Ionizing radiation

from Wikipedia, the free encyclopedia
Warning signs according to ISO 7010 against radioactive substances or ionizing radiation (also on shielding containers)
Warning signs according to ISO 21482 directly on dangerous radioactive substances

Ionizing radiation (also ionizing radiation ) is a term for any particle or electromagnetic radiation that is able to remove electrons from atoms or molecules (mostly through collision processes) so that positively charged ions or molecular residues remain ( ionization ).

Some ionizing radiation emanates from radioactive substances. The abbreviated term radioactive radiation is sometimes used colloquially for them . Such radiation is also called nuclear radiation .

The designation as ionizing radiation goes back to Joseph John Thomson , who announced on February 27, 1896 that X-rays split the molecules of the air into electrically charged particles and described this as "the air is ionized".

Types of ionizing radiation

Ionizing radiation is any radiation whose kinetic energy (in the case of particles) or quantum energy (in the case of waves) is sufficient to remove electrons from an atom or molecule - also via intermediate reactions. In order to generate the ionization energy required for this , the particle or quantum energy usually has to be more than about 5 electron volts (eV).

  • In the electromagnetic spectrum, this corresponds to wavelengths of less than about 250 nm; therefore only have cosmic rays ( cosmic radiation ), gamma radiation , X-radiation and short-wave ultraviolet radiation sufficient to dissolve quantum energy to electrons from the atomic shells and so Covalent bonds separate. In contrast, radio, radar and microwaves, infrared radiation or visible light are not ionizing radiation, because they cannot permanently change or break down molecules (apart from special, light-sensitive substances). Molecules that would be broken down by such low-energy photons could not exist under normal conditions .
  • Free protons , electrons or other charged particles are counted as ionizing radiation from a kinetic energy of about 5 eV. Accordingly, alpha radiation (positively charged helium nuclei) and beta radiation (negatively charged electrons or positively charged positrons) are always ionizing radiation.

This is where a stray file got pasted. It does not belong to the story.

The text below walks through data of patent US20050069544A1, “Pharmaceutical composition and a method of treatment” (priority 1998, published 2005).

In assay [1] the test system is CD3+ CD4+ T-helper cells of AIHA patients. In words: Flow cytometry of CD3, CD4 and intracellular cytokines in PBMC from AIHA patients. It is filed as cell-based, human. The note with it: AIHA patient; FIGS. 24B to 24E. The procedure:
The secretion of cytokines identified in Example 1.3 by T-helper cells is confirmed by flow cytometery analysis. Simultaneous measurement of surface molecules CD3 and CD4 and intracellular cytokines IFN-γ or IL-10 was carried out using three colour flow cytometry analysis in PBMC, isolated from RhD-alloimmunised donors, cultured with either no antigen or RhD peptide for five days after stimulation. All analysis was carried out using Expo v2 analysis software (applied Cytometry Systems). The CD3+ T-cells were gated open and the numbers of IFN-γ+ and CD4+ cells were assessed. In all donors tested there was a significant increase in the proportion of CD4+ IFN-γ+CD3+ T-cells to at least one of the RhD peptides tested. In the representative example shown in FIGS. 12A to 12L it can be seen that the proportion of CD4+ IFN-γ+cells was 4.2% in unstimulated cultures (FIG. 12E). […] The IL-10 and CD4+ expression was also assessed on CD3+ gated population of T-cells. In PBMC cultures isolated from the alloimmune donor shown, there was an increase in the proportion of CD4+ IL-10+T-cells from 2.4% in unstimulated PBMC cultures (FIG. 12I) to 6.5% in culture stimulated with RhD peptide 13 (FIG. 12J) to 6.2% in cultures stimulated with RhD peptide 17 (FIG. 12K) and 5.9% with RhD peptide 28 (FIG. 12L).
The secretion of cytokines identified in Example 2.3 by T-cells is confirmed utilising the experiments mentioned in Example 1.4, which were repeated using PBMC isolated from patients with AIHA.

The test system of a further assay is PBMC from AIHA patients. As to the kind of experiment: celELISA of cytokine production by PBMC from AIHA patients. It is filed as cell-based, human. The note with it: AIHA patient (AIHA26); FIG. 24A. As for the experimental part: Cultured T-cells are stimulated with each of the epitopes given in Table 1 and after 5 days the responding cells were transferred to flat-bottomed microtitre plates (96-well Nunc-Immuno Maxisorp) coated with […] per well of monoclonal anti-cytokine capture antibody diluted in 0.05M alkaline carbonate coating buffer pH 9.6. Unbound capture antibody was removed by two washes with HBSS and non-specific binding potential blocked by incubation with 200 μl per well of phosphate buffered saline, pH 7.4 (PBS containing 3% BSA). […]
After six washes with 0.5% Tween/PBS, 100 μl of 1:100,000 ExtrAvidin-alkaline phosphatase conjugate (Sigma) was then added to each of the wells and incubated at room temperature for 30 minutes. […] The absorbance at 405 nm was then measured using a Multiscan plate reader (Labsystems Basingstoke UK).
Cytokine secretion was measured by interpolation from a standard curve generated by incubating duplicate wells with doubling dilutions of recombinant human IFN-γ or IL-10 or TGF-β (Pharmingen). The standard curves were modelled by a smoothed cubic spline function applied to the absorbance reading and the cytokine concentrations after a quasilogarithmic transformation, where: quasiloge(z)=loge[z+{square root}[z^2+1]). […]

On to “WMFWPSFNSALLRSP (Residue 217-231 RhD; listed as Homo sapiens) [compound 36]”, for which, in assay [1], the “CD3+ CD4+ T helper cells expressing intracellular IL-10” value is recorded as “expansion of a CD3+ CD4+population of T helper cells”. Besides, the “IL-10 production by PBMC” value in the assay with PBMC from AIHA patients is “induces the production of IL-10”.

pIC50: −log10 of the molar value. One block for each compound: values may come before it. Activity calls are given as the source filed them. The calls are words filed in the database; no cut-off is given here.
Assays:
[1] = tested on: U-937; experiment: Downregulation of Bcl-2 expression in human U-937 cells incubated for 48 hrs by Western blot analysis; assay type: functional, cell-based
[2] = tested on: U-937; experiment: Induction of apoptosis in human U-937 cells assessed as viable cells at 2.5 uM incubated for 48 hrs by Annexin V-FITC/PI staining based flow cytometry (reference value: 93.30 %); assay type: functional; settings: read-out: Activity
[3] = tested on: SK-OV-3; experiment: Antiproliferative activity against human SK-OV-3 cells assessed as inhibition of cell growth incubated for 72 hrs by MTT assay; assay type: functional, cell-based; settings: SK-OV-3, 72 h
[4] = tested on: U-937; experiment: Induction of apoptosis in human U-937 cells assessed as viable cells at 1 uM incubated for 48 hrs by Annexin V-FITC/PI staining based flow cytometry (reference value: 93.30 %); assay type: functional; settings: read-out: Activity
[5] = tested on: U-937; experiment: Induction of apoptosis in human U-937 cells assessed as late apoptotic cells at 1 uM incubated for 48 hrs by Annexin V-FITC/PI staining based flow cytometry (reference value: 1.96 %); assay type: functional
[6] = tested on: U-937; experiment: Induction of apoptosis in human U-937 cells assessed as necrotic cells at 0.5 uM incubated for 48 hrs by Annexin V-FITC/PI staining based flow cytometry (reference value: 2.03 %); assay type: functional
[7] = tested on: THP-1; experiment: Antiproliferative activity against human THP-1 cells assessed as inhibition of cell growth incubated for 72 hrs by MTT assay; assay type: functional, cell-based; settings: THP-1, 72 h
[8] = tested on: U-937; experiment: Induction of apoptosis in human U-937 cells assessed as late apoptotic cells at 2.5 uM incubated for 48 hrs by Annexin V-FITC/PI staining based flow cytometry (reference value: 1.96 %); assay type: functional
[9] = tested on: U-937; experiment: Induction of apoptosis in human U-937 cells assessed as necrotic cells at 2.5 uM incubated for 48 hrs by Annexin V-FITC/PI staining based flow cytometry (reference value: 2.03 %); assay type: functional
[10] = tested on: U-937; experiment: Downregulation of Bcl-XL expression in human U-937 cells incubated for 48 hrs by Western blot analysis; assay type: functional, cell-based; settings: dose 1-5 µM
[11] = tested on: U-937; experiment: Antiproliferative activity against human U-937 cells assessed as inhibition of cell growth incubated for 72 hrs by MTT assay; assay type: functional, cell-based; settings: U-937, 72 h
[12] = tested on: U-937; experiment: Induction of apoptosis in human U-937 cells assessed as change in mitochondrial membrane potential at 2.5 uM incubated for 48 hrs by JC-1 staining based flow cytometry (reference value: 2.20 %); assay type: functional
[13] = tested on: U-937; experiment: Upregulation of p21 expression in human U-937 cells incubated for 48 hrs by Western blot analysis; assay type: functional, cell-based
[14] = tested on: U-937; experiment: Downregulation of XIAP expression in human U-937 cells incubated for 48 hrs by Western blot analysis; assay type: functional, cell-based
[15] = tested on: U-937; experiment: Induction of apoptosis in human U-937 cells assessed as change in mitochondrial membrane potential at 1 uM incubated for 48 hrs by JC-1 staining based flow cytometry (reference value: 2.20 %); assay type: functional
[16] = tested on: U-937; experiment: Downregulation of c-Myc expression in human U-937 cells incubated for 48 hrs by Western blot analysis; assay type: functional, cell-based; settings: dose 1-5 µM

• Because they are electrically neutral, free neutrons themselves have no noticeable interaction with electrons. However, they ionize indirectly through nuclear reactions or scattering processes on atomic nuclei. The most effective momentum transfer of fast neutrons takes place on hydrogen atom nuclei, which have almost the same mass ( elastic collision ). That is why, on the one hand, water is a good moderator ; on the other hand, fast neutrons are particularly dangerous for living tissue because it always contains water (e.g. in the cytosol ) and its molecules contain hydrogen atoms.

Interaction with matter

Matter shields ionizing radiation through absorption .

The eponymous mechanism - ionization - is the release of electrons from atomic shells. Ionizing radiation is roughly divided into loose and dense ionizing radiation: Radiation from massive particles (protons and ions) is densely ionizing because the particles almost continuously release energy to the penetrated medium on their way and ionize it in the process. Photons (i.e. x-rays or gamma rays ) are thinly ionizing. If there is enough energy transferred to the released electron, one speaks of a delta electron , which in turn can ionize itself. High-energy electrons generate in matter beyond bremsstrahlung , which acts also ionizing. Electron radiation is also counted as loosely ionizing radiation. The paths of ionizing charged radiation particles can be observed in a cloud chamber as traces of fog .

The more densely a type of particle ionizes, the more pronounced the characteristic increase in linear energy transfer / braking capacity , i.e. i. the energy output per distance, towards the end of the path ( Bragg peak ).

Types of rays charged particles (e.g. alpha radiation and beta radiation ): directly ionizing
uncharged particles (e.g. gamma radiation and neutron radiation ): indirectly ionizing
Interaction of ionizing radiation with matter: In the case of the incident neutron, some intermediate processes that are typical in hydrogen-containing material are shown. Gamma quanta are represented by wavy lines, charged particles and neutrons by straight lines or straight lines. The small circles represent ionization processes.

Photons (gamma quanta) do not ionize continuously on their way like alpha or beta particles. The interaction of a gamma quantum with matter occurs through one of the following three processes:

  1. Photo effect : With the photo effect, the photon knocks an electron out of the shell of an atom.